Muslim leaders from several swing states on Saturday descended on Dearborn, Michigan, to launch a national campaign against the reelection of President Joe Biden — a response to his handling of the Israel-Hamas conflict.
Organizers from Michigan, Minnesota, Arizona, Wisconsin, Florida, Georgia, Nevada and Pennsylvania are calling the campaign #AbandonBiden, vowing to ensure that Biden is a one-term president. These leaders have run separate pressure campaigns in their respective states, members of the coalition said, but they felt now was the time to coordinate their response ahead of the 2024 election.
“We’re looking into finding ways to build a mechanism of coordination between all the swing states so that we’re constantly working together to ensure that Muslim Americans will come out in all of these states, and that Mr. Biden will lose each and every one of them,” said Hassan Abdel Salam, a professor at the University of Minnesota and a member of the #AbandonBiden National Coalition during a press conference Saturday. “Right behind me, what Mr. Biden should see is 111 electoral votes. And he won last time with 74.”
It’s unclear how expansive or successful the campaign will be, but its creation speaks to the mounting political pressure facing Biden amid the conflict in the Middle East. For nearly two months, Muslim and Arab leaders have pushed the president to call for a cease-fire, and now, with more than 15,000 dead in Gaza, this new coalition is dialing up the pressure.
The bubbling anger among Arab and Muslim Americans could threaten Biden’s chances of reelection in many of the swing states in 2024, all of which contain key pockets of Arab American and Muslim American voting blocs.
“We are not powerless as American Muslims. We are powerful. We don’t only have the money, but we have the actual votes. And we will use that vote to save this nation from itself,” said Jaylani Hussein, a member of the coalition and the executive director of CAIR-MINNESOTA.
The Biden campaign did not immediately respond to a request for comment.
The growing Muslim American population is roughly 3.45 million people, according to the Pew Research Center. In 2020, roughly 59 percent of Arab Americans supported Biden, according to the Arab American Institute, but recent polling suggests this support has continued to deteriorate.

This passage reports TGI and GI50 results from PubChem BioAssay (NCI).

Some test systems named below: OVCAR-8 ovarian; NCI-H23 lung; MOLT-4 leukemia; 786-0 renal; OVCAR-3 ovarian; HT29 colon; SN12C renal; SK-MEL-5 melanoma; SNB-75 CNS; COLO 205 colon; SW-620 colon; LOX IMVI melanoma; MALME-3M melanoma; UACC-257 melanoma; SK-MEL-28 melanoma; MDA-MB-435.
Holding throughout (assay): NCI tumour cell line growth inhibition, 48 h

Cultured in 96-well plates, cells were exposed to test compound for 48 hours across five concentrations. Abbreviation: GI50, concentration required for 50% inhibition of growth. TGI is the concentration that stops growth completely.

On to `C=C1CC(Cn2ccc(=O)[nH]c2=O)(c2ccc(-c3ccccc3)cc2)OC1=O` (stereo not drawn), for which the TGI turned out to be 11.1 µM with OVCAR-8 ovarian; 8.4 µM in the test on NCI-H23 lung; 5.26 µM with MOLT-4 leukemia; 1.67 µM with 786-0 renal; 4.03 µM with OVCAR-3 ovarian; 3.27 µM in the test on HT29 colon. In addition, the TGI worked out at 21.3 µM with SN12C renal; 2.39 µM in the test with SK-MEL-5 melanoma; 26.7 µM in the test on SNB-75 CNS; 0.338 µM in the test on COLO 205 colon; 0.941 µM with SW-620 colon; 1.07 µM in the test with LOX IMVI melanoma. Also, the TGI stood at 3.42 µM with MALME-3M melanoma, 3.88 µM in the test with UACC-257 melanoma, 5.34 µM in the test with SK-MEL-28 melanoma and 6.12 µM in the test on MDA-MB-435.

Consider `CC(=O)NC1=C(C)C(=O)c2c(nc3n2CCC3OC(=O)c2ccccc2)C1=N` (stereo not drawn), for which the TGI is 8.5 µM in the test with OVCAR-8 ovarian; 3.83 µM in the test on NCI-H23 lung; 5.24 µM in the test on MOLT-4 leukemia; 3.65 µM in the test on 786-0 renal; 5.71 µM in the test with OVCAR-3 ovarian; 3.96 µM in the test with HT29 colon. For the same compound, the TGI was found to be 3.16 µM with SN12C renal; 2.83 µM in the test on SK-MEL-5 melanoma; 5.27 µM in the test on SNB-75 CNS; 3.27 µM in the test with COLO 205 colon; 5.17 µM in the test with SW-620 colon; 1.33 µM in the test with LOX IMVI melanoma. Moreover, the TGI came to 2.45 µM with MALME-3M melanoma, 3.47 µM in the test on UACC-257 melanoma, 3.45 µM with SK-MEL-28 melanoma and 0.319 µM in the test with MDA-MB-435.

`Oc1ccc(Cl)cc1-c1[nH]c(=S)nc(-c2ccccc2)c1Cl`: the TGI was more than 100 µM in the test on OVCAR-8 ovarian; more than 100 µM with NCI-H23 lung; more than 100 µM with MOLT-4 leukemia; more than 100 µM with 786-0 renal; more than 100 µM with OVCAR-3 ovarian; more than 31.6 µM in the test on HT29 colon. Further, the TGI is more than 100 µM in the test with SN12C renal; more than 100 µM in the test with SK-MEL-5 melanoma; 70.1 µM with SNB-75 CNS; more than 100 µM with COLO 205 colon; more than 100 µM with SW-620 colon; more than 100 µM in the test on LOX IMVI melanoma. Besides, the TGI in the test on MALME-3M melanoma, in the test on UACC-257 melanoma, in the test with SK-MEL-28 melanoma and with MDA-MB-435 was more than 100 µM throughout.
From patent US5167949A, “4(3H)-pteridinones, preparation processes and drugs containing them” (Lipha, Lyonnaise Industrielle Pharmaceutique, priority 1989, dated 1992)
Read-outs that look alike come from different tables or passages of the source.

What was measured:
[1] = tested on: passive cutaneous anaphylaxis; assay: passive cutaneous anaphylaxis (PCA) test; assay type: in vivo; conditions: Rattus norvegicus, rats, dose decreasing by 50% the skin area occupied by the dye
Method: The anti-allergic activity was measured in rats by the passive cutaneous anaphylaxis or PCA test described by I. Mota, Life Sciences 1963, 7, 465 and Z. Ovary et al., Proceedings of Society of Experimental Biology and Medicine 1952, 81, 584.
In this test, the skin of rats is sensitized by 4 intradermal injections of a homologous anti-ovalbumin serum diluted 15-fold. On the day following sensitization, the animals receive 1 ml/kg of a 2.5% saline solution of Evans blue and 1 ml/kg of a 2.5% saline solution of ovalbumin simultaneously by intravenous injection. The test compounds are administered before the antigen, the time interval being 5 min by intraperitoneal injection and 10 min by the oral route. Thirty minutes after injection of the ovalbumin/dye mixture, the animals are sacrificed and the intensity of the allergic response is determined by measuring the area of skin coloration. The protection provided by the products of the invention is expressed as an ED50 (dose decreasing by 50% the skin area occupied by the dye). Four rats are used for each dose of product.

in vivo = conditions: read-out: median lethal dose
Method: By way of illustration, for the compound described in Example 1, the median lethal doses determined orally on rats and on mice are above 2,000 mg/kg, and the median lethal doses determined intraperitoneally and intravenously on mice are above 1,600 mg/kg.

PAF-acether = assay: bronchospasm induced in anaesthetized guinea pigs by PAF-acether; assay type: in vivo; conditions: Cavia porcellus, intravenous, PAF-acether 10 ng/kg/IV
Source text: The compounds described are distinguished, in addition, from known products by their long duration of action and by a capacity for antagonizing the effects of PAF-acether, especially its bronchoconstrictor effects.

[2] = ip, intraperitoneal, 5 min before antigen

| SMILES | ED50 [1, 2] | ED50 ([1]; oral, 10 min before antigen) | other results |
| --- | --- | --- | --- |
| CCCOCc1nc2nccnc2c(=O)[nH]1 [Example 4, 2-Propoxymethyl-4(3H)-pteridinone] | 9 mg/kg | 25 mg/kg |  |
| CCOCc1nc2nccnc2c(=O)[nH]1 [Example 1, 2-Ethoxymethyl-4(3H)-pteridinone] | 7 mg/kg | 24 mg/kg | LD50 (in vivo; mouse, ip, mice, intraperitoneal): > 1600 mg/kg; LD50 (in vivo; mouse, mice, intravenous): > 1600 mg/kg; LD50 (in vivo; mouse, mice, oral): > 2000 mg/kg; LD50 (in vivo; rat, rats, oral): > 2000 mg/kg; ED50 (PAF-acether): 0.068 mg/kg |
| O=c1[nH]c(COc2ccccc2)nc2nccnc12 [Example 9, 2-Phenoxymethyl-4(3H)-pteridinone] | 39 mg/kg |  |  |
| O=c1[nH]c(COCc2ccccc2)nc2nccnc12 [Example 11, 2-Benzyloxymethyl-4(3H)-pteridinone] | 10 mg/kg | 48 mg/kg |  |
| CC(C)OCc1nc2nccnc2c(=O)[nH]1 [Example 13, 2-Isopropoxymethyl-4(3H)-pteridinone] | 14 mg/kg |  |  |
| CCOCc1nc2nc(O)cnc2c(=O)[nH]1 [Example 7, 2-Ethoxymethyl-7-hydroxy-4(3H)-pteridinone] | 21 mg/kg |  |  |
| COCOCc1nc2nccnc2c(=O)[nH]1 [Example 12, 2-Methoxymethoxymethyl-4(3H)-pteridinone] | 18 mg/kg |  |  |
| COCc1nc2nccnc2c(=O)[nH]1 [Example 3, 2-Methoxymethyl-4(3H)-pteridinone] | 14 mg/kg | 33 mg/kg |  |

The leaders said Saturday they are not voting for Donald Trump next year, though they recognized that their effort to rally support against Biden could elevate the former president. They said they’ll continue to have discussions as a community about which candidate to throw their support behind as the primaries rapidly approach.
“We’re not supporting Trump,” Hussein said. “We’re not going to make the same mistake of thinking about President Biden the way we thought. We don’t have two options. We have many options, and we’re going to exercise that.”
The political challenge facing Biden has only intensified as progressive-minded Democrats ramp up calls for a cease-fire. The U.S. has been working to secure the release of more hostages, and Biden has said he’s urged Israeli Prime Minister Benjamin Netanyahu to focus on reducing the number of casualties while trying to eliminate Hamas.
Several administration officials say the recent deal to release several hostages is evidence their strategy toward the war is working, but pleas for Biden to go further and call for a cease-fire have only grown louder.
“This is a dangerous president for Americans,” Hussein said during Saturday’s press conference. “And for those who are watching at home, you want your sons to be sent to another war that we know will never end? No. Most Americans agree with us that a ceasefire and bringing peace is the right action.”